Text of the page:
Opinion: THE NIGERIAN STATE VERSUS VIOLENCE; The unending killings in Nigeria should compel a rethink of the state of the Nigerian ‘state’.

Andrew Efemini

A state is either strong or weak. A strong state is not a state that displays armaments like North Korea. As we can see, North Korea has succumbed to sanctions because of the limitations in its strength. It is now ready to discuss denuclearization of the peninsula.

The Great Ake insisted that the pervasive presence of the instruments of state coercion is not necessarily a sign of a strong state. To the contrary, we may actually be dealing with weak states.

With the killings in Plateau, Bornu, Zamfara, Benue, Kaduna, Rivers, Taraba, Lagos, Delta, etc. States, we need to take a second look at the strength of the Nigerian state.

The evidence on ground embarrasses our sense of humanity due to the magnitude of the mayhem in the different parts of the country; destruction of lives and properties at a scale known only in war-ravaged societies. Maybe there are ‘wars’ going on in Nigeria.

One of the signs of weak States is the inability of the coercive power of the state to mediate and control violence within its territory. As a matter of fact, the state now shares its coercive space with overtly militarized groups; Boko haram, herdsmen, militants, cult groups, armed robbers, etc.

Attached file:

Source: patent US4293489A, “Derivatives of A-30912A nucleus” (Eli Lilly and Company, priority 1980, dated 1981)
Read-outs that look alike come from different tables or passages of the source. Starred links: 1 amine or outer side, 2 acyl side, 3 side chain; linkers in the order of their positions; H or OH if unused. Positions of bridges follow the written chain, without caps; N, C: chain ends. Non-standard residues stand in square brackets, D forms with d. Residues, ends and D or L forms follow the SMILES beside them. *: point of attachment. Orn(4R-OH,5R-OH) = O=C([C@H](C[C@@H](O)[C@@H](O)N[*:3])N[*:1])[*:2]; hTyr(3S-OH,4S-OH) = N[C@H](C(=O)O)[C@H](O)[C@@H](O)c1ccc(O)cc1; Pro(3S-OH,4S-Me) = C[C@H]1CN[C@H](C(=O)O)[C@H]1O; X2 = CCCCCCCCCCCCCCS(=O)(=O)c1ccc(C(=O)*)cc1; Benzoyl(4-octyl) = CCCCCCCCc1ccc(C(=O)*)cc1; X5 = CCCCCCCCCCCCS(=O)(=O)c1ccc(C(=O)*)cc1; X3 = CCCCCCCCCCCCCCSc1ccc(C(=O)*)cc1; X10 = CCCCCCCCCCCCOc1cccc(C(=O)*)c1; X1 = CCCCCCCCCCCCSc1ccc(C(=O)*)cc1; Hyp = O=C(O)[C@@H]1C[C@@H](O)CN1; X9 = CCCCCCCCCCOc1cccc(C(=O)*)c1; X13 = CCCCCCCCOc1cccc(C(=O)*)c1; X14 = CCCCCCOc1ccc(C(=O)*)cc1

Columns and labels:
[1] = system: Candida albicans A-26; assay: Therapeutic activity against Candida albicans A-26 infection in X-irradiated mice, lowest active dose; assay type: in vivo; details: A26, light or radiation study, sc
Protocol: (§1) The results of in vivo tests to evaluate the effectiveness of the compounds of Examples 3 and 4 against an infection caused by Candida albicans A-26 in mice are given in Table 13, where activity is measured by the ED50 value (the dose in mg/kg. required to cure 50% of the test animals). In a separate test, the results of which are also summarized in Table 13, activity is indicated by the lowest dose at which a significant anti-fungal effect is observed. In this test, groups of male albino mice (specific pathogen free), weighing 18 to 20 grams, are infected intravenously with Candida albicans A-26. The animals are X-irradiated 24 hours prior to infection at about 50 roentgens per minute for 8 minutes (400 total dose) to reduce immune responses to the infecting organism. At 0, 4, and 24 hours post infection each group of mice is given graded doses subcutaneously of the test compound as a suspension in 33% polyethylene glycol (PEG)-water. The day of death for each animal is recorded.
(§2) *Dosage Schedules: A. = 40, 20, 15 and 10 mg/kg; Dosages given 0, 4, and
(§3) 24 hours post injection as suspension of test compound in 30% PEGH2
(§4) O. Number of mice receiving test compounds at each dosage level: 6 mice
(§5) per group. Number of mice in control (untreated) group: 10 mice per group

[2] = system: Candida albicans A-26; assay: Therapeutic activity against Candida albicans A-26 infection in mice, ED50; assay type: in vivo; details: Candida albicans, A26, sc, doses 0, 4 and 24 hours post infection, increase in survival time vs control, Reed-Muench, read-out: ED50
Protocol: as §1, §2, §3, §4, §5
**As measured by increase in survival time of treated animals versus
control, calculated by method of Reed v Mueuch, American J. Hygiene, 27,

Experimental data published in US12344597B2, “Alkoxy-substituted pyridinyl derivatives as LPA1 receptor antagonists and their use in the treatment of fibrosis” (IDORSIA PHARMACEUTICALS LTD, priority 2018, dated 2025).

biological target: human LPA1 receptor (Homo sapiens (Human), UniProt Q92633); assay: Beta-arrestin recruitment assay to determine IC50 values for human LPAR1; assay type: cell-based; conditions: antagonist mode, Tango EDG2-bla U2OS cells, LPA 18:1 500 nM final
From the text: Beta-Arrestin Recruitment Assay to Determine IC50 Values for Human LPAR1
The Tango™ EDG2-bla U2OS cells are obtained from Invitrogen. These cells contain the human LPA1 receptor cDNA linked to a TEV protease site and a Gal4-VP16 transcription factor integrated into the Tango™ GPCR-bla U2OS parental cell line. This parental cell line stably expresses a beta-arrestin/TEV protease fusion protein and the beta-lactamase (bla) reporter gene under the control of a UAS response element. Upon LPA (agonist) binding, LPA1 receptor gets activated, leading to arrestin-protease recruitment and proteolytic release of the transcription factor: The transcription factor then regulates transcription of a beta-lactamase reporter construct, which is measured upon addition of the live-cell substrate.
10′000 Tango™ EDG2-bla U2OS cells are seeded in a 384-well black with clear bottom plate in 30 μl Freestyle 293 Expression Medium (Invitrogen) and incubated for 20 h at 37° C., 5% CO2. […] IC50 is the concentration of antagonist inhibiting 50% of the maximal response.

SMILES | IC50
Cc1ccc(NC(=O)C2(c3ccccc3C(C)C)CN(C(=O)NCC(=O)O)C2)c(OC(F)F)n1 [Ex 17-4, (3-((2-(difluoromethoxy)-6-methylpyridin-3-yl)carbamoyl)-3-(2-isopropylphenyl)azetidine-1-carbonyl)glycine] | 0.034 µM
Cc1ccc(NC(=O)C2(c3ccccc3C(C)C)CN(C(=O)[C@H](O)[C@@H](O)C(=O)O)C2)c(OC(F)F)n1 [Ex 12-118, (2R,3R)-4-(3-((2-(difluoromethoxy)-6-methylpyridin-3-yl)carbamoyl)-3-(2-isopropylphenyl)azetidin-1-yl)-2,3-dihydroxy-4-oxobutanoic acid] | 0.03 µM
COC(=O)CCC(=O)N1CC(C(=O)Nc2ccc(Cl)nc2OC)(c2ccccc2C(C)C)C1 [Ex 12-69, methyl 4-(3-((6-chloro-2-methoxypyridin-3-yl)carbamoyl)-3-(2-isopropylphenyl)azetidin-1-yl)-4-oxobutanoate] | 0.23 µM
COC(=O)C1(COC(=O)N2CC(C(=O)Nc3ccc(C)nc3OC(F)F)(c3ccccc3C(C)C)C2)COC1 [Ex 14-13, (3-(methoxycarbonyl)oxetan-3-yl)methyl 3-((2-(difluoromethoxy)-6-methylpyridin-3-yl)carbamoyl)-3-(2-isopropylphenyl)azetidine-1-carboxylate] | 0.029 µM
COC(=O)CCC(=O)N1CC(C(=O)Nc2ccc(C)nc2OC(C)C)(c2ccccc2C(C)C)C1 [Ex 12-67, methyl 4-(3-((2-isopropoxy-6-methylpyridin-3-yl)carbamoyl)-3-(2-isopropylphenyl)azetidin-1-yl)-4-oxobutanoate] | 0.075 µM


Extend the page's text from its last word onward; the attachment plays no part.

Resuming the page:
These combined groups have weakened the Nigerian state and reduced its mediatory capacity. As it stands today, we are beginning to question whether the state can efficiently guarantee or protect lives and properties of citizens.

This anxiety is further fueled by insufficient policing of the population. There are too many soft targets in Nigeria; schools, markets, churches, mosques, etc. that are easily attacked. There is little hope that in the present circumstances we can ever secure the country.

If the Nigerian state cannot rely on coercive power to provide security it must have to rely on other elements or characteristics of the state. A crucial element of the state we need to focus on is the presence of government.

Every state must have government and the quality of government influences people’s loyalty to the state. The quality of government, in turn, creates the environment for peace or war.

Government has the duty to change the social and political narrative away from violence. The government has the duty to color the conflicts in the country. Conflicts we know are inevitable but killings as a manifestation of conflicts are avoidable.

A democracy should resolve deep-seated animosity leading to the type of violence we are witnessing in Nigeria. We can infer that our politics need fine tuning if we are to end the animalistic barbarism going on in our country.

Unfortunately for us the crisis we are having today, is linked to the historical failed state-building project. Are we ever going to reposition Nigeria to avoid carnage? Your answer is as good as mine. On an optimistic note, let me say yes we can.


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